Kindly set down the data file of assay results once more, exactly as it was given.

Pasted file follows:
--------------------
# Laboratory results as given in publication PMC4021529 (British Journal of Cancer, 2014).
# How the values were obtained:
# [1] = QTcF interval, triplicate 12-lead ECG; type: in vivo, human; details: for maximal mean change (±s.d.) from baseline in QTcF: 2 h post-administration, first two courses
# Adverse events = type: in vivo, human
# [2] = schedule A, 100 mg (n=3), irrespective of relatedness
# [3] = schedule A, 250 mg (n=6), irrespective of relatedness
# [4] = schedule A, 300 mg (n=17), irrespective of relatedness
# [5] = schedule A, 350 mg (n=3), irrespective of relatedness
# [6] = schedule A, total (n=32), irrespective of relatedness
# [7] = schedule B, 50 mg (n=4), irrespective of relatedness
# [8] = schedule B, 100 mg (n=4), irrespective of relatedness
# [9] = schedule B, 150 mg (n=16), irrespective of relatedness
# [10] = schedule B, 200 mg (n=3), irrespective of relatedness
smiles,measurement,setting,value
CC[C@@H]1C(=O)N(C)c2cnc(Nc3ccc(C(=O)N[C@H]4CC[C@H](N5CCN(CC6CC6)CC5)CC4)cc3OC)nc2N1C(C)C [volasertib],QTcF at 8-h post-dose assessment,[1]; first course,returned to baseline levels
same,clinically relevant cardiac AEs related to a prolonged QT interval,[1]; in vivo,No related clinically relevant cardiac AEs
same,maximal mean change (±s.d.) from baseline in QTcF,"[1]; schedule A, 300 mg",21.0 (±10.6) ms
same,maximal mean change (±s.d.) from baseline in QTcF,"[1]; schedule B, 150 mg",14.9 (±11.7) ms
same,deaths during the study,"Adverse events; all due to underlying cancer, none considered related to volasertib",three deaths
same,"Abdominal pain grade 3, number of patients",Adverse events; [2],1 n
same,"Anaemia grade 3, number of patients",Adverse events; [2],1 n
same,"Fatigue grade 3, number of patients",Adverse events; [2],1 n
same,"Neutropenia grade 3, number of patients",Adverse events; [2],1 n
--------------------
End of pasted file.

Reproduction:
# Laboratory results as given in publication PMC4021529 (British Journal of Cancer, 2014).
# How the values were obtained:
# [1] = QTcF interval, triplicate 12-lead ECG; type: in vivo, human; details: for maximal mean change (±s.d.) from baseline in QTcF: 2 h post-administration, first two courses
# Adverse events = type: in vivo, human
# [2] = schedule A, 100 mg (n=3), irrespective of relatedness
# [3] = schedule A, 250 mg (n=6), irrespective of relatedness
# [4] = schedule A, 300 mg (n=17), irrespective of relatedness
# [5] = schedule A, 350 mg (n=3), irrespective of relatedness
# [6] = schedule A, total (n=32), irrespective of relatedness
# [7] = schedule B, 50 mg (n=4), irrespective of relatedness
# [8] = schedule B, 100 mg (n=4), irrespective of relatedness
# [9] = schedule B, 150 mg (n=16), irrespective of relatedness
# [10] = schedule B, 200 mg (n=3), irrespective of relatedness
smiles,measurement,setting,value
CC[C@@H]1C(=O)N(C)c2cnc(Nc3ccc(C(=O)N[C@H]4CC[C@H](N5CCN(CC6CC6)CC5)CC4)cc3OC)nc2N1C(C)C [volasertib],QTcF at 8-h post-dose assessment,[1]; first course,returned to baseline levels
same,clinically relevant cardiac AEs related to a prolonged QT interval,[1]; in vivo,No related clinically relevant cardiac AEs
same,maximal mean change (±s.d.) from baseline in QTcF,"[1]; schedule A, 300 mg",21.0 (±10.6) ms
same,maximal mean change (±s.d.) from baseline in QTcF,"[1]; schedule B, 150 mg",14.9 (±11.7) ms
same,deaths during the study,"Adverse events; all due to underlying cancer, none considered related to volasertib",three deaths
same,"Abdominal pain grade 3, number of patients",Adverse events; [2],1 n
same,"Anaemia grade 3, number of patients",Adverse events; [2],1 n
same,"Fatigue grade 3, number of patients",Adverse events; [2],1 n
same,"Neutropenia grade 3, number of patients",Adverse events; [2],1 n